The Food and Drug Administration (FDA) should be complimented for following a data-based approach to innovation and clearing the sale of heat sticks. These are new electrically heated tobacco systems that slowly heat tobacco, rather than burning it, with much fewer harmful chemical byproducts. The agency took almost two years to rigorously analyze the health impact of the innovative product, with the trade name IQOS, including the effect on the young. The goal: To give current smokers a safer alternative to health-destroying cigarettes—a “harm reduction” strategy.
A harms-reduction approach is appropriate. In 2017, the Centers for Disease Control and Prevention estimated 34.3 million adults smoke in the United States, with a public health cost of approximately $300 billion annually.
As PPI has written in the past, a harms-based regulatory approach, like the FDA took on heat sticks, is imperative to achieving advancements in both public health and economic growth. By contrast, a regulatory approach based on precaution inherently fails to maximize economic and social benefits.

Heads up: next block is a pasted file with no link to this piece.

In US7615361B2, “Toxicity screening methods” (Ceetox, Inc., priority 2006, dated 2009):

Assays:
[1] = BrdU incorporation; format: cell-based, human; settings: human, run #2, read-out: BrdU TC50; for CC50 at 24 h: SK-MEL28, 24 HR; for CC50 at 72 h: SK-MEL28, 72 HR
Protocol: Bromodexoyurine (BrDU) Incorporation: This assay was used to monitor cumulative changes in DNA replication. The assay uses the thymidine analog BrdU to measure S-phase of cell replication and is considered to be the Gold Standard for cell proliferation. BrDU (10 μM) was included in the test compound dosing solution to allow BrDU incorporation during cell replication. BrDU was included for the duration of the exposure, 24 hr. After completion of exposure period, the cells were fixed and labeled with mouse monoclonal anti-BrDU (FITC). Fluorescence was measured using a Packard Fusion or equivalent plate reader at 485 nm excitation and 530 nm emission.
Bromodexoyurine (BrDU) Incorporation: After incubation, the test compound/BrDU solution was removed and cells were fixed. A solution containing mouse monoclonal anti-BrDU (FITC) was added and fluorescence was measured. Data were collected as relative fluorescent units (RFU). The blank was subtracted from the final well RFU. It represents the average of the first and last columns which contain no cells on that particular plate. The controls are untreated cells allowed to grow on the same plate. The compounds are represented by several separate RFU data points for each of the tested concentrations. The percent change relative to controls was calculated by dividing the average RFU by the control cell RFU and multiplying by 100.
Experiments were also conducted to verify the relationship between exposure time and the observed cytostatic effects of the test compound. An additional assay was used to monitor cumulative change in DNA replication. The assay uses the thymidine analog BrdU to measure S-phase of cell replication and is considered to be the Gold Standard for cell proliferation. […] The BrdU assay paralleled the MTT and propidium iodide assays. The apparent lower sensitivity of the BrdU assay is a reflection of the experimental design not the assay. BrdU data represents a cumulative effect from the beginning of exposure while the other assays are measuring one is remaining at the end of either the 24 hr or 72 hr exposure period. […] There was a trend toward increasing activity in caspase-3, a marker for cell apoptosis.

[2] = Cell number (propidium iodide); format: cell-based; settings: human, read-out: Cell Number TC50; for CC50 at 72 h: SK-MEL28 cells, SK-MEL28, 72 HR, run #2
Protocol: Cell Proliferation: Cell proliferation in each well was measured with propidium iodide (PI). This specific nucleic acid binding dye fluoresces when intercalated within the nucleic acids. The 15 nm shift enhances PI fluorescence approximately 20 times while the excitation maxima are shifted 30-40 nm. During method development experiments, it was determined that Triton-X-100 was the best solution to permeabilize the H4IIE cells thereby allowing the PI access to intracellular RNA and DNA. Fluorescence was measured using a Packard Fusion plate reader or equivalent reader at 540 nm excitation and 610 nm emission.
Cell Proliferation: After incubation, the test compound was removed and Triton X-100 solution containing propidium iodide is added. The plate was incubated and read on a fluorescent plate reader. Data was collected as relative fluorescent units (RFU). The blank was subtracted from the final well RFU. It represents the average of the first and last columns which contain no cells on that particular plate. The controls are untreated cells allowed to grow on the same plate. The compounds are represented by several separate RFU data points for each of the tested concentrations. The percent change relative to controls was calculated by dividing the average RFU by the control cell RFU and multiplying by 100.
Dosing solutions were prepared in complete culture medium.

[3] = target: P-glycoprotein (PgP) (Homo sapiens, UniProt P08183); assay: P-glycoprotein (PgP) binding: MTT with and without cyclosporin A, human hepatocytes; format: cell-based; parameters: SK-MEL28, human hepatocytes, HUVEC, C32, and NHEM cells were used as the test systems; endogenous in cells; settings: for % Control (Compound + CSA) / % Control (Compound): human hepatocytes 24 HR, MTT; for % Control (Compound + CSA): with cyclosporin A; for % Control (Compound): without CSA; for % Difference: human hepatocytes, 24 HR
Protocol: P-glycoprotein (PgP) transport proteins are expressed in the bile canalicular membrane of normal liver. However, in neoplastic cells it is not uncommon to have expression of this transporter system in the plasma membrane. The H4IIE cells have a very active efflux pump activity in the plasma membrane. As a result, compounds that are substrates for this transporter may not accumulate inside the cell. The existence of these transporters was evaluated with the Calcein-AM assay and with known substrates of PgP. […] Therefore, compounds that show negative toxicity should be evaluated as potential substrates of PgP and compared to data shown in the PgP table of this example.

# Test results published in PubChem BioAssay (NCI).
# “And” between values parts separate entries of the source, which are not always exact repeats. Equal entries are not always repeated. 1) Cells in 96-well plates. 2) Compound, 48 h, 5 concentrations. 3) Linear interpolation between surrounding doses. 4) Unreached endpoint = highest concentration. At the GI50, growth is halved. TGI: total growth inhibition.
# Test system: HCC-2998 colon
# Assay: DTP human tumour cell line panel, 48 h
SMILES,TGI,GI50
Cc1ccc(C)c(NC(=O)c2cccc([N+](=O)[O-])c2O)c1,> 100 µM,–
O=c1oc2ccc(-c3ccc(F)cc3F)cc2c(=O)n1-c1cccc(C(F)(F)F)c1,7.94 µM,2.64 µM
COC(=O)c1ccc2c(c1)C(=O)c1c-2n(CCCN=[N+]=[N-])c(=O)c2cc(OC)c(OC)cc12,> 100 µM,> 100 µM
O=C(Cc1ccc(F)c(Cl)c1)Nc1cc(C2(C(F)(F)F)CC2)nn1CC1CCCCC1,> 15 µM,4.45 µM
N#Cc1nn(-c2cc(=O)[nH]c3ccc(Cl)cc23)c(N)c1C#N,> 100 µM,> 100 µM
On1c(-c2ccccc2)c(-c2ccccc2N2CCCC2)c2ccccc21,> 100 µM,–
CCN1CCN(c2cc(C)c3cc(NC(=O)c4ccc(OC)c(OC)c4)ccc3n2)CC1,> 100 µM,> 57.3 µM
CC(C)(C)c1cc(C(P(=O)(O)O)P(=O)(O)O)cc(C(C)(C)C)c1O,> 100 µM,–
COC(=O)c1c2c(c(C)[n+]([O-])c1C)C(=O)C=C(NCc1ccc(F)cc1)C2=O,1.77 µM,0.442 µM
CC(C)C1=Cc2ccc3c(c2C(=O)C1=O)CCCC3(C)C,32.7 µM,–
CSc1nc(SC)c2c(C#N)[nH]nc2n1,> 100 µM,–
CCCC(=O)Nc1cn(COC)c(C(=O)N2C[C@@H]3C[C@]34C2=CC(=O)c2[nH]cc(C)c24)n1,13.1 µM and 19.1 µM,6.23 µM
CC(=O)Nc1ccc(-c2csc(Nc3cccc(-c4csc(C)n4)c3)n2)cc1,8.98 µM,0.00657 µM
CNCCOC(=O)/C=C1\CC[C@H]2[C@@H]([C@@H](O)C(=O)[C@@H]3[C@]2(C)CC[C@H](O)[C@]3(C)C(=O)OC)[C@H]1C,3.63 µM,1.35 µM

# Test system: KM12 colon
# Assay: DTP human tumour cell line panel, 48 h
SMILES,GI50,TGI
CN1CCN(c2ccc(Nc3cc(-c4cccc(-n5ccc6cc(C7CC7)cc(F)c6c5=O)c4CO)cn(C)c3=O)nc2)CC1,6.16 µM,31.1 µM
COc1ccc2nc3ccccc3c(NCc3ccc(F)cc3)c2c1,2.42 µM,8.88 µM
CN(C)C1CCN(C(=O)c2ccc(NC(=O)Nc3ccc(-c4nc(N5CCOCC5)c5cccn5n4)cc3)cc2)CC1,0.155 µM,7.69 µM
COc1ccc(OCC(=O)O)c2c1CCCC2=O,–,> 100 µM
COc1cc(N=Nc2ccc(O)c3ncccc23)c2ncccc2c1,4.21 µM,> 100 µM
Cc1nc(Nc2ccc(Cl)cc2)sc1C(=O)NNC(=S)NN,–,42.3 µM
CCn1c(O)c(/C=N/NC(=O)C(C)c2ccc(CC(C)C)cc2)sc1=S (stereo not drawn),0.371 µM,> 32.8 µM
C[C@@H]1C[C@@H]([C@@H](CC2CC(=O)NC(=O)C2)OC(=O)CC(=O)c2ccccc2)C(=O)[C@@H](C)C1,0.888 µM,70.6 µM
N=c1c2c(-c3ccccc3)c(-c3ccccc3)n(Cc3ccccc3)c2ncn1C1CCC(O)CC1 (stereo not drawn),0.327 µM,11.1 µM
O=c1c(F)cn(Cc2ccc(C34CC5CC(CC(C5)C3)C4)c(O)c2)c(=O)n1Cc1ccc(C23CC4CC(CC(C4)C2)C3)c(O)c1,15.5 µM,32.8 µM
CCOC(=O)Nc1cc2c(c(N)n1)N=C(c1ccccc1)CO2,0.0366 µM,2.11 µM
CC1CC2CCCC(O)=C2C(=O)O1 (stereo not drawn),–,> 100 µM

Indeed, we also applaud the FDA for paying attention to social benefits and costs. For example, with recent concern over rising youth smoking in the U.S., the FDA rightfully placed restrictions on how heat sticks are marketed to youth. The restrictions limit how heat sticks are marketed via websites and on social media by requiring advertising to be targeted to adults. Heat stick manufacturers must also notify the FDA about how they plan to restrict youth access and limit youth exposure to the products’ marketing.